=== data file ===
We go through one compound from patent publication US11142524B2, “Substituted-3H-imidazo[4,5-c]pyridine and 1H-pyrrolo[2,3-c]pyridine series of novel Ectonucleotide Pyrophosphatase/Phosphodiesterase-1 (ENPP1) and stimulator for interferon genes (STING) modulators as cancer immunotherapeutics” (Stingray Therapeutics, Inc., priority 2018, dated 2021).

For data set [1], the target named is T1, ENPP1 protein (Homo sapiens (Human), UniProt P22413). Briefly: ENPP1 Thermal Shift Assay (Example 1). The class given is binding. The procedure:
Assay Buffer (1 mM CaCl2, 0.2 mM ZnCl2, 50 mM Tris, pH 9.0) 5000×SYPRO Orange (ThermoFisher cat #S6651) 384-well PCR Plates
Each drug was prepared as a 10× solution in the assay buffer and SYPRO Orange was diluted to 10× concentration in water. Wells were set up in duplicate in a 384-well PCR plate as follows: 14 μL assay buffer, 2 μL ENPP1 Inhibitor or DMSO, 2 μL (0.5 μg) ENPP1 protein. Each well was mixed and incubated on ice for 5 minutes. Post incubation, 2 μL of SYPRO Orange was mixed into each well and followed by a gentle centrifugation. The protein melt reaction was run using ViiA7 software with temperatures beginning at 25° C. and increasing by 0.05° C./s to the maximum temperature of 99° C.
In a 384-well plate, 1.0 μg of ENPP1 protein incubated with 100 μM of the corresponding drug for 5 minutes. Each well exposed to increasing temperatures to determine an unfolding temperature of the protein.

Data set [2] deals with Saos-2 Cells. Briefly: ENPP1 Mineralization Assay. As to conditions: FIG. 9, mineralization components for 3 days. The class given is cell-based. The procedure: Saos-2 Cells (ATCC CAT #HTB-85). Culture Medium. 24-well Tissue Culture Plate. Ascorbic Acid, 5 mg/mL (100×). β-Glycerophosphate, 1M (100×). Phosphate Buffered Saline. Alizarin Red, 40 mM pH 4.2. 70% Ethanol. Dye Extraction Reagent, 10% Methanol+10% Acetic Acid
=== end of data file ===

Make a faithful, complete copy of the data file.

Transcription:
We go through one compound from patent publication US11142524B2, “Substituted-3H-imidazo[4,5-c]pyridine and 1H-pyrrolo[2,3-c]pyridine series of novel Ectonucleotide Pyrophosphatase/Phosphodiesterase-1 (ENPP1) and stimulator for interferon genes (STING) modulators as cancer immunotherapeutics” (Stingray Therapeutics, Inc., priority 2018, dated 2021).

For data set [1], the target named is T1, ENPP1 protein (Homo sapiens (Human), UniProt P22413). Briefly: ENPP1 Thermal Shift Assay (Example 1). The class given is binding. The procedure:
Assay Buffer (1 mM CaCl2, 0.2 mM ZnCl2, 50 mM Tris, pH 9.0) 5000×SYPRO Orange (ThermoFisher cat #S6651) 384-well PCR Plates
Each drug was prepared as a 10× solution in the assay buffer and SYPRO Orange was diluted to 10× concentration in water. Wells were set up in duplicate in a 384-well PCR plate as follows: 14 μL assay buffer, 2 μL ENPP1 Inhibitor or DMSO, 2 μL (0.5 μg) ENPP1 protein. Each well was mixed and incubated on ice for 5 minutes. Post incubation, 2 μL of SYPRO Orange was mixed into each well and followed by a gentle centrifugation. The protein melt reaction was run using ViiA7 software with temperatures beginning at 25° C. and increasing by 0.05° C./s to the maximum temperature of 99° C.
In a 384-well plate, 1.0 μg of ENPP1 protein incubated with 100 μM of the corresponding drug for 5 minutes. Each well exposed to increasing temperatures to determine an unfolding temperature of the protein.

Data set [2] deals with Saos-2 Cells. Briefly: ENPP1 Mineralization Assay. As to conditions: FIG. 9, mineralization components for 3 days. The class given is cell-based. The procedure: Saos-2 Cells (ATCC CAT #HTB-85). Culture Medium. 24-well Tissue Culture Plate. Ascorbic Acid, 5 mg/mL (100×). β-Glycerophosphate, 1M (100×). Phosphate Buffered Saline. Alizarin Red, 40 mM pH 4.2. 70% Ethanol. Dye Extraction Reagent, 10% Methanol+10% Acetic Acid